15   1   743   1179 
  14   1   706   1078 
  15   1   764   1268

What happens when you combine the command with “scdn“? The best way to learn how to use command-line tools is to practice as much as possible, so run the following command in your terminal and see what is going to happen.

# collectl -scdn

waiting for 1 second sample...
#
#cpu sys inter  ctxsw KBRead  Reads KBWrit Writes   KBIn  PktIn  KBOut  PktOut 
  25   4   943   3333      0      0      0      0      1      1      0       2 
  27   3   825   2910      0      0      0      0      1      1      0       1 
  27   5   886   2531      0      0      0      0      0      0      0       1 
  20   4   872   2406      0      0      0      0      1      1      0       1 
  26   1   854   2091      0      0     20      2      1      1      0       1 
  39   4  1004   3398      0      0      0      0      2      8      3       6 
  41   6   955   2464      0      0     40      3      1      2      0       3 
  25   7   890   1609      0      0      0      0      1      1      0       1 
  16   2   814   1165      0      0    796     43      2      2      0       2 
  14   1   779   1383      0      0     48      6      1      1      0       1 
  11   2   795   1285      0      0      0      0      2     14      1      14

You can easily understand that the default option is “cdn“, it stands for cpu, disks and network data. The result of the command is the same with the output of “collectl -scn

If you want to collect data about the memory, use the following command.

# collectl -sm

waiting for 1 second sample...
#
#Free Buff Cach Inac Slab  Map 
   1G 177M   1G 684M 193M   1G 
   1G 177M   1G 684M 193M   1G 
   1G 177M   1G 684M 193M   1G 
   1G 177M   1G 684M 193M   1G 
   1G 177M   1G 684M 193M   1G 
   1G 177M   1G 684M 193M   1G 
   1G 177M   1G 684M 193M   1G 
   1G 177M   1G 684M 193M   1G

The above output is very useful when you want to get some detailed information on your memory usage, free memory and other important stuff for the performance of your system.

How about some data on tcp? Use the following command to do it.

# collectl -st

waiting for 1 second sample...
#
#  IP  Tcp  Udp Icmp 
    0    0    0    0 
    0    0    0    0 
    0    0    0    0 
    0    0    0    0 
    0    0    0    0 
    0    0    0    0 
    0    0    0    0 
    0    0    0    0 
    0    0    0    0 
    0    0    0    0 
    0    0    0    0

After you have gained some experience you can easily combine options to get the results you want. For example you can combine the “t” for tcp and “c” for cpu. The following command does that.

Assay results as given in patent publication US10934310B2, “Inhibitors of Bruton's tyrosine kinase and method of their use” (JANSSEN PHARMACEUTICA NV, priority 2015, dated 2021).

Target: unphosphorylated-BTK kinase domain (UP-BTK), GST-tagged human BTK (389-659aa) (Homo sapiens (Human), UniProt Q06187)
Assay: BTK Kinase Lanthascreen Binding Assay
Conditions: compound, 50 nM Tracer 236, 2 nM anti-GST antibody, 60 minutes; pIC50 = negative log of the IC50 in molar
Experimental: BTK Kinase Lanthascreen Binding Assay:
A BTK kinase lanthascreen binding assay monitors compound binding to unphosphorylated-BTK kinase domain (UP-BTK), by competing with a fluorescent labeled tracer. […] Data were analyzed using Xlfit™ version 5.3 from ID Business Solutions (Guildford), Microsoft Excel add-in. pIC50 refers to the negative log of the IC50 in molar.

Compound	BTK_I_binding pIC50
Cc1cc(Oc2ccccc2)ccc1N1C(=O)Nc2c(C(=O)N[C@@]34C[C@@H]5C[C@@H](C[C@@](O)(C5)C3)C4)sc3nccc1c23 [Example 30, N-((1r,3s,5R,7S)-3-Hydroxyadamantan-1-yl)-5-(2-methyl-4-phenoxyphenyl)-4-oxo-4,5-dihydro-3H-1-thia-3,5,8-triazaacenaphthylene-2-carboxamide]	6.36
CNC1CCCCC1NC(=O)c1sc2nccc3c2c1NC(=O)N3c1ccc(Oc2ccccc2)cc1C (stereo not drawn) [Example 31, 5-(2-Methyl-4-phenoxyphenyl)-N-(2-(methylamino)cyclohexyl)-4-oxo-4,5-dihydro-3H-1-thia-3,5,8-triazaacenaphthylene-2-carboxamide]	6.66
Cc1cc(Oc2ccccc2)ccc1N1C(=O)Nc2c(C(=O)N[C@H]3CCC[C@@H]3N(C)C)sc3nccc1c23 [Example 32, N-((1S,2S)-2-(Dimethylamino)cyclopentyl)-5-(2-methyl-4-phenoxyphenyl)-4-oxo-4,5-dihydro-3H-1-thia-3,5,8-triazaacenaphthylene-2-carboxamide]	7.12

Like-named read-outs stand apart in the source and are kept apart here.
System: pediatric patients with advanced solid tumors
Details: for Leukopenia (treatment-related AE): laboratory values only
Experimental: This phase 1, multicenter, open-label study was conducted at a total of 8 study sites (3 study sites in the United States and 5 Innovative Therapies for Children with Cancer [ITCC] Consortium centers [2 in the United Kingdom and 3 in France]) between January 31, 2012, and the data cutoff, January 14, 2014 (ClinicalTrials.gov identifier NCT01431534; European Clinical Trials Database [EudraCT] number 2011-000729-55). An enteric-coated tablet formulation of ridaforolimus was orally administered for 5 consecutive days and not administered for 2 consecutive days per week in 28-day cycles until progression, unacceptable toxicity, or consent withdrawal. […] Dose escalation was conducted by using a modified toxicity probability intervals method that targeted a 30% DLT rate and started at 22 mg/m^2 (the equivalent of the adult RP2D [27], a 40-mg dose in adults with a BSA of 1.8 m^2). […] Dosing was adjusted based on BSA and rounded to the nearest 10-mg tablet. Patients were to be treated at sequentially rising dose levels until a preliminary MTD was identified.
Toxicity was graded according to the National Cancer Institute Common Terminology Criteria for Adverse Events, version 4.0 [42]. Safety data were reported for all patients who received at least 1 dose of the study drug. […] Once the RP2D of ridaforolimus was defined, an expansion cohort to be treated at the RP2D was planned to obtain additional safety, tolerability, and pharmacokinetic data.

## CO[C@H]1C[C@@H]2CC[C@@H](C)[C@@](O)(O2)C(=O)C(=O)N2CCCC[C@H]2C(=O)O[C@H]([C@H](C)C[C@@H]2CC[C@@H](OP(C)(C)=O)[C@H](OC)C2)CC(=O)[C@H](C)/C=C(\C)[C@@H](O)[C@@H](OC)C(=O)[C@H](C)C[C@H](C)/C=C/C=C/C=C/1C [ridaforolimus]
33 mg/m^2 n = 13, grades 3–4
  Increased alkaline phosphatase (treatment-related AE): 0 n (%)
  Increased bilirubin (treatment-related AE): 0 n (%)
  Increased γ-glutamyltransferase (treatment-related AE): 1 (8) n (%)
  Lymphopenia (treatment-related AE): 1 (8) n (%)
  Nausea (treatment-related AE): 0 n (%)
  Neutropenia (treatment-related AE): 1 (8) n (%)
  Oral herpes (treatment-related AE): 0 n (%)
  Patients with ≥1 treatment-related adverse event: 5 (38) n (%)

# collectl -stc

waiting for 1 second sample...
#
#cpu sys inter  ctxsw   IP  Tcp  Udp Icmp 
  23   8   961   3136    0    0    0    0 
  24   5   916   3662    0    0    0    0 
  21   8   848   2408    0    0    0    0 
  30  10   916   2674    0    0    0    0 
  38   3   826   1752    0    0    0    0 
  31   3   820   1408    0    0    0    0 
  15   5   781   1335    0    0    0    0 
  17   3   802   1314    0    0    0    0 
  17   3   755   1218    0    0    0    0 
  14   2   788   1321    0    0    0    0

It is hard for us humans to remember all the available options so I am posting the summary list of subsystems supported by the tool.

  1. b – buddy info (memory fragmentation)
  2. c – CPU
  3. d – Disk
  4. f – NFS V3 Data
  5. i – Inode and File System
  6. j – Interrupts
  7. l – Lustre
  8. m – Memory
  9. n – Networks
  10. s – Sockets
  11. t – TCP
  12. x – Interconnect
  13. y – Slabs (system object caches)

A very important piece of data for a system administrator or a Linux user is the data collected on disk usage. The following command will help you to monitor the disk usage.

# collectl -sd

waiting for 1 second sample...
#
#KBRead  Reads KBWrit Writes 
      0      0      0      0 
      0      0      0      0 
      0      0     92      7 
      0      0      0      0 
      0      0     36      3 
      0      0      0      0 
      0      0      0      0 
      0      0    100      7 
      0      0      0      0

You can also use the “-sD” option to collect data on individual disks, but you have to know that information on total disks will not be reported.

# collectl -sD

waiting for 1 second sample...

# DISK STATISTICS (/sec)
#           Pct
#Name       KBytes Merged  IOs Size  KBytes Merged  IOs Size  RWSize  QLen  Wait SvcTim Util
sda              0      0    0    0      52     11    2   26      26     1     8      8    1
sda              0      0    0    0       0      0    0    0       0     0     0      0    0
sda              0      0    0    0      24      0    2   12      12     0     0      0    0
sda              0      0    0    0     152      0    4   38      38     0     0      0    0
sda              0      0    0    0     192     45    3   64      64     1    20     20    5
sda              0      0    0    0     204      0    2  102     102     0     0      0    0
sda              0      0    0    0       0      0    0    0       0     0     0      0    0
sda              0      0    0    0     116     26    3   39      38     1    16     16    4
sda              0      0    0    0       0      0    0    0       0     0     0      0    0
sda              0      0    0    0       0      0    0    0       0     0     0      0    0
sda              0      0    0    0      32      5    3   11      10     1    16     16    4
sda              0      0    0    0       0      0    0    0       0     0     0      0    0

You can also use other detail subsystems to collect detailed data. The following is a list of the detail subsystems.

  1. C – CPU
  2. D – Disk
  3. E – Environmental data (fan, power, temp), via ipmitool
  4. F – NFS Data
  5. J – Interrupts
  6. L – Lustre OST detail OR client Filesystem detail
  7. N – Networks
  8. T – 65 TCP counters only available in plot format
  9. X – Interconnect
  10. Y – Slabs (system object caches)
  11. Z – Processes

There are many available options in the collectl utility, but there is not enough time and space to cover them all in only one article. However it is worth mentioning and teaching how to use the utility as top and ps.

It is very easy to make collectl work as the top utility, just run the following command in your terminal and you will see the similar output the top tool gives you when it is executed in your Linux system.

# collectl --top

# TOP PROCESSES sorted by time (counters are /sec) 13:11:02
# PID  User     PR  PPID THRD S   VSZ   RSS CP  SysT  UsrT Pct  AccuTime  RKB  WKB MajF MinF Command